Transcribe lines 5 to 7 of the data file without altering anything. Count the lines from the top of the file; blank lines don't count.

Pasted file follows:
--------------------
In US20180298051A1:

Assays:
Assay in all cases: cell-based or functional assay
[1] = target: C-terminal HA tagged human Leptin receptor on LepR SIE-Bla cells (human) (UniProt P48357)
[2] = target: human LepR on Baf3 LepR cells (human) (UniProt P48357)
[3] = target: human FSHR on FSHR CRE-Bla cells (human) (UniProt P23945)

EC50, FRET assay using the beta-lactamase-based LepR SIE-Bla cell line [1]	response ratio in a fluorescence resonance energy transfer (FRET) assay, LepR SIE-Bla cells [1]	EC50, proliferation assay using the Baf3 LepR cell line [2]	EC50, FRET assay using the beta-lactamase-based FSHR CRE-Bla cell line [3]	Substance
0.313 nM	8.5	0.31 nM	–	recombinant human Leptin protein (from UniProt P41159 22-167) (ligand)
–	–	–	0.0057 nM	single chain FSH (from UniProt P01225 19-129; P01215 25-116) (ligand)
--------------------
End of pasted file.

[2] = target: human LepR on Baf3 LepR cells (human) (UniProt P48357)
[3] = target: human FSHR on FSHR CRE-Bla cells (human) (UniProt P23945)

EC50, FRET assay using the beta-lactamase-based LepR SIE-Bla cell line [1]	response ratio in a fluorescence resonance energy transfer (FRET) assay, LepR SIE-Bla cells [1]	EC50, proliferation assay using the Baf3 LepR cell line [2]	EC50, FRET assay using the beta-lactamase-based FSHR CRE-Bla cell line [3]	Substance